A year later, in June 2015, the Supreme Court also cited the Fourteenth Amendment in its Obergefell decision, which legalized gay marriage nationwide. But the Oregon decision and the Supreme Court ruling used different legal reasoning to reach the same conclusion, leaving it unclear how a potential reversal of Obergefell could affect Oregon.
“The federal court in Oregon relied on a different part of the United States Constitution than what seems to be under attack by the Dobbs decision, and what was foreshadowed in Justice Thomas’s concurring opinion, so it’s unclear how that federal court decision in Oregon could be impacted in the future,” said Kelly Simon, legal director at the American Civil Liberties Union of Oregon.
Changing social mores
When state Rep. Rob Nosse moved to Oregon in 1992, voters faced a proposed constitutional amendment that would require state and local governments to “discourage” homosexuality. It was defeated, 56% to 44%.
Two years later, voters defeated a proposed constitutional amendment that would prohibit using state money to show support for homosexuality, granting spousal benefits to same-sex partners or treating gay people as a protected class. And in 2000, voters blocked a ballot measure that would have banned schools from teaching about homosexual or bisexual behavior.
But in 2004, opponents of gay rights succeeded at the ballot box. After Oregonians obtained same-sex marriages in Multnomah and Benton counties that spring, a coalition of churches and right-wing groups managed to pass a constitutional amendment defining marriage as between one man and one woman.
Nosse had married his husband, Jim Laden, in Canada, the year prior, but their marriage wasn’t recognized in Oregon.
“Frankly, that campaign taught the national gay and lesbian community, broadly defined, a little bit of a lesson,” Nosse said. “When we focused too much on our rights, people didn’t understand or they got weird about it. But when we focused on our families who we loved, it changed people’s hearts and minds.”
But now, Nosse said, times and minds have changed. He said it’s time to remove that provision from the state Constitution, though he’s not sure yet whether that campaign will start with the Legislature or with citizens. The Legislature can refer constitutional amendments to the ballot, or voters can place it on the ballot by gathering petition signatures.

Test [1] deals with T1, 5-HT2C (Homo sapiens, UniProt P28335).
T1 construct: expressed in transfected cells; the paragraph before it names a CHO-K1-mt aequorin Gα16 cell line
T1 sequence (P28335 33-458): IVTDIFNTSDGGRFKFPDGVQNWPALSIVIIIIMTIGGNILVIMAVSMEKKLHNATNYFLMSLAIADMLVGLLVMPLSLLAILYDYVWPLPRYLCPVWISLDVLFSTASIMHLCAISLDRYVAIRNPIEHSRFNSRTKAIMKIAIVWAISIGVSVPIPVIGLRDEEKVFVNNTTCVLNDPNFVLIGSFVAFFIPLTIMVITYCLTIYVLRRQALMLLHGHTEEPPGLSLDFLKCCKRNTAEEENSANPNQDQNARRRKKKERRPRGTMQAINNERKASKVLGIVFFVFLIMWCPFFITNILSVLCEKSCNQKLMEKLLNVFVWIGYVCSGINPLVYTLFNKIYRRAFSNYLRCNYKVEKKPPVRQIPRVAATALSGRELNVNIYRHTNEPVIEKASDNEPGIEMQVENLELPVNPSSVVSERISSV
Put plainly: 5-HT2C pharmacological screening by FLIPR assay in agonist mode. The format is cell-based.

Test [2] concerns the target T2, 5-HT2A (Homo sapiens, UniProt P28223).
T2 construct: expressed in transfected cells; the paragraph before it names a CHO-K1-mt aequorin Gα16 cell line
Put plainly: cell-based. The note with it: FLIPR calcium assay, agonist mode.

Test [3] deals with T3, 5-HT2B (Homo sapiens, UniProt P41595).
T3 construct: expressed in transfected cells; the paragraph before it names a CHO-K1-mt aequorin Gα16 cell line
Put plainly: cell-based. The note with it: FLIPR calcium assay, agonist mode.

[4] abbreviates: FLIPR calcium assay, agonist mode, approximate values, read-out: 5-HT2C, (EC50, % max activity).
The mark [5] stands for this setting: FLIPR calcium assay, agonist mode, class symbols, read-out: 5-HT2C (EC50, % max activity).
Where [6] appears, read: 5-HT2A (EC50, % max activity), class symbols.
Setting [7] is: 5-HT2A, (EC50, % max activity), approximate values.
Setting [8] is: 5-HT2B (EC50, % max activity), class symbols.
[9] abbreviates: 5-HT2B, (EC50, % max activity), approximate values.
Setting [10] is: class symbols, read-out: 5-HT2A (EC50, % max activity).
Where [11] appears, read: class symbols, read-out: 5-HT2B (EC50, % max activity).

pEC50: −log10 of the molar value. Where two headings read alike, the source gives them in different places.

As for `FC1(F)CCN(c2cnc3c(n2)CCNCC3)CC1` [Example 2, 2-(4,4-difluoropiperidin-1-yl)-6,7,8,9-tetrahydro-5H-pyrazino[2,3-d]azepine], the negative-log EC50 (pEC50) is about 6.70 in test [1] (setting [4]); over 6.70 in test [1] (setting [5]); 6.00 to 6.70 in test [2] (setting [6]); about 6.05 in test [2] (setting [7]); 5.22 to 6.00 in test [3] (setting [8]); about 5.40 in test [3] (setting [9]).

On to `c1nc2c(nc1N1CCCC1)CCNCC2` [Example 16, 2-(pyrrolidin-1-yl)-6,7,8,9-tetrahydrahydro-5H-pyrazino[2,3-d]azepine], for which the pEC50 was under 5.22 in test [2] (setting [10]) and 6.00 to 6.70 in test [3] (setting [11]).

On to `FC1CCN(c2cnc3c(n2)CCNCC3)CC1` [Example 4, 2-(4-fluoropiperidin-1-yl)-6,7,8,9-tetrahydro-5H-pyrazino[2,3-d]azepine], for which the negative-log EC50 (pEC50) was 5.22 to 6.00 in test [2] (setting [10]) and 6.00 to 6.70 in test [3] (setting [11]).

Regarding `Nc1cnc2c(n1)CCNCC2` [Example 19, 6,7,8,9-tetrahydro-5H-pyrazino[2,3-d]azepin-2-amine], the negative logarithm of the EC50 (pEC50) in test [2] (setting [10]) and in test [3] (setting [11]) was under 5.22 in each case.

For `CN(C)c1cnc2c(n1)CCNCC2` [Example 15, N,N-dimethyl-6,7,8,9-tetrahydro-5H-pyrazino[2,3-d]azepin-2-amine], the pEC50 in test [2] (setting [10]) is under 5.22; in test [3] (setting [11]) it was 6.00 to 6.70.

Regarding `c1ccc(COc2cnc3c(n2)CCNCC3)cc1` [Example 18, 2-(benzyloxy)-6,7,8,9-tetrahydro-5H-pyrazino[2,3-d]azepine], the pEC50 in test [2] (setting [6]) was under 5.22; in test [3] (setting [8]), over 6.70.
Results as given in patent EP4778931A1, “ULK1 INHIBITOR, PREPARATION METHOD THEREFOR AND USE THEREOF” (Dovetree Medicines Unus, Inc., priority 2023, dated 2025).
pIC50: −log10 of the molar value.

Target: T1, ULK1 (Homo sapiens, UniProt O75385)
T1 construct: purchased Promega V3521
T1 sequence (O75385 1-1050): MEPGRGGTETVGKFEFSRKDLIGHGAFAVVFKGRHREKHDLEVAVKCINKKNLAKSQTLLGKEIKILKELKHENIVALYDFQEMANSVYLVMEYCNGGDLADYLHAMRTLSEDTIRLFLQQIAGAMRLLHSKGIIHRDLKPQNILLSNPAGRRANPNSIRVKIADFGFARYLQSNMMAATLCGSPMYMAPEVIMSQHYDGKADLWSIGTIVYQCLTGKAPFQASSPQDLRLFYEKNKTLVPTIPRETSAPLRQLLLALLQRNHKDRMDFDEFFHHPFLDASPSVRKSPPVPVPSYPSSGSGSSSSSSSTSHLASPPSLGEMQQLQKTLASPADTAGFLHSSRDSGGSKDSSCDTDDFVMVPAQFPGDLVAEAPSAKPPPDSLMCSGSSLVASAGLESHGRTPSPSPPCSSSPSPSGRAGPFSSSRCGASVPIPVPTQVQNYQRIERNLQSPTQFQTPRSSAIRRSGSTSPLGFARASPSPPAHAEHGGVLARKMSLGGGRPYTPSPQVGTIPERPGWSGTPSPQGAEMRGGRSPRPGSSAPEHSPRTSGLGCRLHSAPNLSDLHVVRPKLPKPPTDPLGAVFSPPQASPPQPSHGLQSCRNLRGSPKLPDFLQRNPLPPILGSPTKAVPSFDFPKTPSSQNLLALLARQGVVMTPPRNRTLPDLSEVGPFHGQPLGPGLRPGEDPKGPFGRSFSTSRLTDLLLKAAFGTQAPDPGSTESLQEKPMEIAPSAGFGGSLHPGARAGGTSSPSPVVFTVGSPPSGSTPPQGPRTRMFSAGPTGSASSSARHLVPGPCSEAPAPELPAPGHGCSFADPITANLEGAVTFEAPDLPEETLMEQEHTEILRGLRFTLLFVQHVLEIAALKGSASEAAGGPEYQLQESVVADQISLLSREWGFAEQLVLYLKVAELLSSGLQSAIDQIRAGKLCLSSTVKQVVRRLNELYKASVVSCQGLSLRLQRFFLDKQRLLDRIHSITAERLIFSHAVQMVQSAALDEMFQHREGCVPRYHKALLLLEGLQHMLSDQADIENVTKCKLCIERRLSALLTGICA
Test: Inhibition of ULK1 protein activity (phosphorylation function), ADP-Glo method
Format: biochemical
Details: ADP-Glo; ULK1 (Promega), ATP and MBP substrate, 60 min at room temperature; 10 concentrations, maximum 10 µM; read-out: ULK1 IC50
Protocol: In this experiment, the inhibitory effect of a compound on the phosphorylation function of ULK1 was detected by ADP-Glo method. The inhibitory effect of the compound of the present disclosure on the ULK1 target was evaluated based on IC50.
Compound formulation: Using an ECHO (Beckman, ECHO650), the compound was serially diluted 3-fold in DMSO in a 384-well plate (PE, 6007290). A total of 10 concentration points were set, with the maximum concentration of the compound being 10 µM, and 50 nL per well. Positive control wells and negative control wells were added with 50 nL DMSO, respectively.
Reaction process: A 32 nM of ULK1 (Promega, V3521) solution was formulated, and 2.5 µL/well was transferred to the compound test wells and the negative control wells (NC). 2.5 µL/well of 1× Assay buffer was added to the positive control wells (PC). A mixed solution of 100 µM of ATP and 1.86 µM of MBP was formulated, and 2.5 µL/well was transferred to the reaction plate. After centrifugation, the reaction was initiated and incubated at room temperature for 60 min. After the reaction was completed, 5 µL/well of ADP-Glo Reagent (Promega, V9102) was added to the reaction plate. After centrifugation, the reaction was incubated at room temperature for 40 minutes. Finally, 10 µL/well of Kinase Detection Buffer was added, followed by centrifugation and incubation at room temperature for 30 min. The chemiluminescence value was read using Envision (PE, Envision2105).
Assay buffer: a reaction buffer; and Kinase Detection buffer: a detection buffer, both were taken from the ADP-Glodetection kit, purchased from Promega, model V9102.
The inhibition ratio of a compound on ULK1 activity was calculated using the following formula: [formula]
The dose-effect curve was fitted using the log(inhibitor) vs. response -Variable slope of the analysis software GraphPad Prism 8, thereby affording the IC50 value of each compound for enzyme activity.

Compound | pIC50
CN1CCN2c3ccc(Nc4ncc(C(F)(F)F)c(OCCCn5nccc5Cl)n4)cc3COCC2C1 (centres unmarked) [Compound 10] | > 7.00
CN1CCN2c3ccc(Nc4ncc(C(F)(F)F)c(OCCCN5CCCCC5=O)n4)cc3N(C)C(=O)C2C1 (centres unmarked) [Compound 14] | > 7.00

“I believe that Oregonians have come a long way on my marriage, and on the ability of people to love who they love,” he said. “And I think if we run the right campaign, we can get that out of our Constitution as well.”
Uncertainty around trans rights
Access to gender-affirming care for transgender people has always been a state-by-state issue, the way abortion was pre-Roe and is again now. That means supporting a person’s choice of gender when it conflicts with their sex, and can include hormone therapy or surgeries. Oregon law includes protections against discimination and requires health insurance companies to cover medical treatment including hormones and some surgeries.
Haque, with Basic Rights Oregon, said she already knows anecdotally of families who have relocated from other states including Texas, where Gov. Greg Abbot issued a currently-blocked executive order requiring child abuse investigations for parents who affirm their child’s gender identity.
“A lot of people are feeling unsafe where they live, for themselves, or for their children, and so I think we will see more LGBTQ families moving to Oregon,” she said.
And many of the same clinics that provide abortions also provide gender-affirming care, she said. If Planned Parenthood or other providers close clinics in states that will ban abortion, trans people in those states will also lose a health care provider.
Haque said she doesn’t anticipate Oregon facing similar issues, but that demands may further stress an already strained health care network.
“We just don’t have abundant health care, so I think there’s some fears around people’s ability to access care, when there’s going to be so many people trying to access care in Oregon,” she said. “But I think in general, in our state, we’re far safer for both abortion rights and LGBTQ rights than most states in this country.”